“It was called the Bipartisan Safer Communities Act, which is a misnomer in a lot of ways,” Herrera said in an interview with KSAT, a San Antonio local affiliate. “For one, it was not going to make communities safer, but in the other way, it wasn’t bipartisan. It was not a joint Republican and Democrat effort. It was a Democrat effort that had a handful of turncoat Republicans that voted for it. And Tony was one of them.”

Unfortunately for Herrera, he’s fighting an uphill battle. In the March 5 primary, Gonzales received 45% of the vote to Herrera’s 25%. While the race has likely tightened, Uvalde and the dark second anniversary of the shooting are looming large over the contest.

Both men seem to be leaning into gun issues to make their case to the voters — just in very different ways.

Gonzales argues he’s independent-minded, as evidenced by that vote for the bipartisan gun legislation, and he’s tried to sell his constituents on the fact that the bill was actually a step in the right direction.

“To me, it was very simple,” Gonzales said of his vote to the Austin American-Statesman, “‘Would this legislation have prevented the Uvalde shootings?’ The answer is ‘yes.’”

Tony Gonzales
Rep. Tony Gonzales speaks at a news conference on the steps of the Capitol. Andrew Harnik/AP

Meanwhile, Herrera has taken a very different approach.

In December, the San Antonio Police Department Bomb Squad was called to a gun store in Uvalde, the same one where the Uvalde shooter actually purchased one of his guns.

There appeared to be an explosive device left on a table in the gun store, and workers there were concerned. It turned out to be a dummy shell — left by Herrera, who said he regretted any confusion it caused.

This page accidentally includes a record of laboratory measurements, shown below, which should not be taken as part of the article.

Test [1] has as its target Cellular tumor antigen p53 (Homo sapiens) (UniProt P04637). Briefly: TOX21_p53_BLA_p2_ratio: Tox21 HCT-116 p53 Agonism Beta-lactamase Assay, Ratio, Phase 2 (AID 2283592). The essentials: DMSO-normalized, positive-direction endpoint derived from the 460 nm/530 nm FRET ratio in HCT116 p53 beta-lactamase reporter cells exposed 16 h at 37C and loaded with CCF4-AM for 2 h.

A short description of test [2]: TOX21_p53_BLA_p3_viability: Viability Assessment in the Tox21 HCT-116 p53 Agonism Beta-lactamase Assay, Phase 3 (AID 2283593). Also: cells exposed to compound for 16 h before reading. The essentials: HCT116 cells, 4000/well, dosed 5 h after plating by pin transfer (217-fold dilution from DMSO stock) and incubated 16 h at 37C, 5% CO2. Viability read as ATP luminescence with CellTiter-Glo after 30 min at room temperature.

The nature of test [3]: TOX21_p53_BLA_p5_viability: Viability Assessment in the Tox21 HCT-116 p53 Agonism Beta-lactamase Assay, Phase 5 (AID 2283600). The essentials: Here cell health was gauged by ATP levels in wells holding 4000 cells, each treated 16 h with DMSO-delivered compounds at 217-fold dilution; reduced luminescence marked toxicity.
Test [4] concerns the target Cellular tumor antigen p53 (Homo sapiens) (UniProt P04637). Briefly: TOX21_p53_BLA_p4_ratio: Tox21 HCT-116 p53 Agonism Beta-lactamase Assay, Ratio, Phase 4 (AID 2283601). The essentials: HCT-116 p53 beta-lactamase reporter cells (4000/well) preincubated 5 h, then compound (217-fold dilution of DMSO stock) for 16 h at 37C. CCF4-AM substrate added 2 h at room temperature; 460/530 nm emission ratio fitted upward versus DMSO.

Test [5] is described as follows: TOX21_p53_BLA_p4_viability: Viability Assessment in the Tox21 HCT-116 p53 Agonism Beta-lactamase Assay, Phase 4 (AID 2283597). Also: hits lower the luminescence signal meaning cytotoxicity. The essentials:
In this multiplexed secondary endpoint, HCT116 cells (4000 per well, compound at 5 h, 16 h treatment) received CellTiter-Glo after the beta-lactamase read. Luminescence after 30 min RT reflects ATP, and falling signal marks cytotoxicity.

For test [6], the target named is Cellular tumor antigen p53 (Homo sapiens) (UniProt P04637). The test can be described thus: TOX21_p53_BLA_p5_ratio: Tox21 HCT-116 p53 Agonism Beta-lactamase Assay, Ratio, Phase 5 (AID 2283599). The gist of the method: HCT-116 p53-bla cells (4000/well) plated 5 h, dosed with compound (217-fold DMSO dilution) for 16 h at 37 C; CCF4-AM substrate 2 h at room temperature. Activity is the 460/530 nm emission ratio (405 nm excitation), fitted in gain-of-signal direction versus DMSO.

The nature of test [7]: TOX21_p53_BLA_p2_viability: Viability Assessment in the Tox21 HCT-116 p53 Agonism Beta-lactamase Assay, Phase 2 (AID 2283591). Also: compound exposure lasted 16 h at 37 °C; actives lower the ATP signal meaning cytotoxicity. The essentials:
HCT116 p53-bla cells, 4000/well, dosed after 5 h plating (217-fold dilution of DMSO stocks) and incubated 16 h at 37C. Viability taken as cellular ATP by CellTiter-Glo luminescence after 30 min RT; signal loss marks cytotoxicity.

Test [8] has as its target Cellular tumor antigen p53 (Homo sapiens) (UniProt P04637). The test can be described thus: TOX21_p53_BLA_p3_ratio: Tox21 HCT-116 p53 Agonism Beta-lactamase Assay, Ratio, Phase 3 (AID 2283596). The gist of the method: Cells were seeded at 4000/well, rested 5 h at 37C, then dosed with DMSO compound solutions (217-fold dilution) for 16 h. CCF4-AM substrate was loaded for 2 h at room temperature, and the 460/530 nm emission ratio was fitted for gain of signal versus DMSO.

While Herrera loves to talk about guns and Second Amendment rights, he has also mostly avoided talking about Uvalde in advance of the second anniversary. Instead, he’s advertised the chance to shoot an AK-50 if you donate to his campaign.

Still, this race could go either way.

“Keep in mind, you know, this is a Republican primary runoff. This is going to be the most extreme and most committed conservative voters,” Brandon Rottinghaus, a political science professor at the University of Houston, told NOTUS. “They are unhappy largely with the gun control bill and any bill that disrupts what they think of as the proper role for gun rights in this country.”

Josh Blank, the research director at the Texas Politics Project, told NOTUS that Gonzales’ vote displayed “the fundamental dynamic of Texas politics at the moment.”

“Republican incumbents, who take difficult votes — whether in the face of tragedy or because they think it’s the best out of their district — create the conditions for primary challengers,” Blank said.

He noted that it would be a different constituency showing up on Tuesday to vote in the GOP primary runoff than it was who showed up in March, and that could benefit Herrera.

In a low-turnout race, voters are usually more motivated by single issues. “One of those issues that is a primary constituency in the Republican Party is gun rights advocacy,” Blank said.

Whether Uvalde is also one of those issues remains to be seen.

Ryan Hernández is a NOTUS reporter and an Allbritton Journalism Institute fellow.